In one of American history’s great ironies, Hutchinson, the great-great-grandson of one of the most famous people to be expelled from Massachusetts for being too radical, the religious leader Anne Hutchinson (1591-1643), was exiled from Massachusetts for being too conservative.
Born in Boston in 1711, Thomas Hutchinson began life with all the advantages of the merchant-elite class to which his father belonged. Hutchinson quickly established his intelligence and business savvy by graduating from Harvard at age 15; he accumulated significant wealth in his own right by age 24. In 1737, Hutchinson, now a married man, entered politics as a Boston selectman and representative to the General Court. He immediately began lobbying against the use of paper currency–thought to favor the economic position of the poor–and in 1749 he succeeded in pushing the adoption of hard currency, based upon British silver, through the Massachusetts Assembly. Although his political career continued to flourish, his popularity with the average people of Boston would never recover from this act, which they considered detrimental to their financial interest.
By the time the Stamp Tax of 1765 enraged Bostonians, Hutchinson had become lieutenant governor. He opposed the Stamp Tax in principle but upheld it as British law. Bostonians were not impressed by his private objections to the tax and showed their anger by ransacking his Boston home, including his invaluable private library.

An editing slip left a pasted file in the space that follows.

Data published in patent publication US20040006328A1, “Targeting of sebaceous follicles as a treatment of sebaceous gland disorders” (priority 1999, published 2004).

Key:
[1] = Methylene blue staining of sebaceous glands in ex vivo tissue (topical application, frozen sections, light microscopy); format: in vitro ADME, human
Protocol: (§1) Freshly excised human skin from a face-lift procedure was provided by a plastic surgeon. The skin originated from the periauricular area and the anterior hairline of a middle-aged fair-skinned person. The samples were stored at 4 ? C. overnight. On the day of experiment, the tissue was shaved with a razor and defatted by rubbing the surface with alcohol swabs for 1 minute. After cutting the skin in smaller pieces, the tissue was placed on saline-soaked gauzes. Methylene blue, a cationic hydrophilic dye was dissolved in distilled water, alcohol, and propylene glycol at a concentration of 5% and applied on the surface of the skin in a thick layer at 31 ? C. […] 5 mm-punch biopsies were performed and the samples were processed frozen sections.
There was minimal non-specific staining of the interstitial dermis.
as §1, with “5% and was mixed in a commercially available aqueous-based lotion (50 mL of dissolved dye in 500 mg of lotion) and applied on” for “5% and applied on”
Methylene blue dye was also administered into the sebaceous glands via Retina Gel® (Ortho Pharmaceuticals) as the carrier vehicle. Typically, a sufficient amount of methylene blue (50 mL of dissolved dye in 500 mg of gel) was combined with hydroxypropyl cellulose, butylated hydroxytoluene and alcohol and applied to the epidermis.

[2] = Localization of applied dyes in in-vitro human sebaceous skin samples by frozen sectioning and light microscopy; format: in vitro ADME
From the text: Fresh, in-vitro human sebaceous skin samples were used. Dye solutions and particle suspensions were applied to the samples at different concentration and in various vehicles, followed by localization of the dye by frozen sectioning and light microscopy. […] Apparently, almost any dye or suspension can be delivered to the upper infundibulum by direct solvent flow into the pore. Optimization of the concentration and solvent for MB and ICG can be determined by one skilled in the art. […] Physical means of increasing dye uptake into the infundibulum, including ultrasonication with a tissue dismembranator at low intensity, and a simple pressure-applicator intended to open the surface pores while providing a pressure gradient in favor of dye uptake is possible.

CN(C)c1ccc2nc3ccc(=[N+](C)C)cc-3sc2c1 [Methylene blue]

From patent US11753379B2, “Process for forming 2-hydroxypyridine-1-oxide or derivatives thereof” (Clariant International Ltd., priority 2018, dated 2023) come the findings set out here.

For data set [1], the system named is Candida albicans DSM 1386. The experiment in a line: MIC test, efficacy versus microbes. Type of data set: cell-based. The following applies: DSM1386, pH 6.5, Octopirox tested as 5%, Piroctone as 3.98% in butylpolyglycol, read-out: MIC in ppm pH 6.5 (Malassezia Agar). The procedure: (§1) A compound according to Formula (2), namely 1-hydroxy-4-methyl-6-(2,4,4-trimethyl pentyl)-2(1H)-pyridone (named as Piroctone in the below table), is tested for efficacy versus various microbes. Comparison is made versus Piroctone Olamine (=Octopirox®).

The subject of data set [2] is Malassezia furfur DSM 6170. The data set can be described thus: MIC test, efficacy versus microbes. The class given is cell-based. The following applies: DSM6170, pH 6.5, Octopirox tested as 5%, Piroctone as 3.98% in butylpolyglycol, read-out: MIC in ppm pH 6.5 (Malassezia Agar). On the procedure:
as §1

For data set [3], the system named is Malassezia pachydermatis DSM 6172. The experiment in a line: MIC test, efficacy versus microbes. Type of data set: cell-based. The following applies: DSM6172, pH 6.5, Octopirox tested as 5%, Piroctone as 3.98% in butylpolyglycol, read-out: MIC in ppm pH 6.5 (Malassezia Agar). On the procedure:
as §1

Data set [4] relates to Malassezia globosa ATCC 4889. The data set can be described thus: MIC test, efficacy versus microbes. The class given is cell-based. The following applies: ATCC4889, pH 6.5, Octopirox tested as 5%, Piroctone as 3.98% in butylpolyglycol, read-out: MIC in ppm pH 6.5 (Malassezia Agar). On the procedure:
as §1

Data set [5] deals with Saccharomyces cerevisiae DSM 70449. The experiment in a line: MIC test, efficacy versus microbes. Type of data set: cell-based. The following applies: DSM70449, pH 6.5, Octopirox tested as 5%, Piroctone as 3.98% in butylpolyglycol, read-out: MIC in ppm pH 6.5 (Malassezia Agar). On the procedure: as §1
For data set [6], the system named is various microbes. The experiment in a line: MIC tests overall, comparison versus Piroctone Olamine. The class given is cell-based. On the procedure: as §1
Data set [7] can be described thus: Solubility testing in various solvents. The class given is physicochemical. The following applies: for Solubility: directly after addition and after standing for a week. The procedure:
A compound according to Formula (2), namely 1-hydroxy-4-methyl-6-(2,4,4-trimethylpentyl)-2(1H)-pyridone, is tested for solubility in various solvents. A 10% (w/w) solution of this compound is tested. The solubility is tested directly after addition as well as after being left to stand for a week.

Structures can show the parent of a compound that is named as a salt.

Caught again between his loyalty to the crown and his understanding of his fellow colonists, Hutchinson had the grave misfortune of serving as acting governor during the Boston Massacre on March 5, 1770. Hutchinson had warned the British to be careful not to raise colonial ire. Nonetheless, he suffered the consequences when frightened British soldiers fired on a rock-hurling mob. Hutchinson removed the soldiers to Castle William in Boston Harbor and a relatively peaceful three-year lull ensued.
In 1773, Frederick, Lord North, British chancellor of the exchequer, attempted to save the East India Company by changing the tax structure to give the company an effective monopoly on colonial trade. Colonists responded to the measure with threats of violence and the Boston Tea Party. By then, Benjamin Franklin, who was serving as the colonial postmaster in London, had published some of Hutchinson’s private correspondence giving advice on how to subdue colonial unrest. The people of Massachusetts considered his advice an unforgivable betrayal.
When the king placed Massachusetts under martial law with General Thomas Gage as governor following the Boston Tea Party in 1774, Thomas Hutchinson left for England, never to return.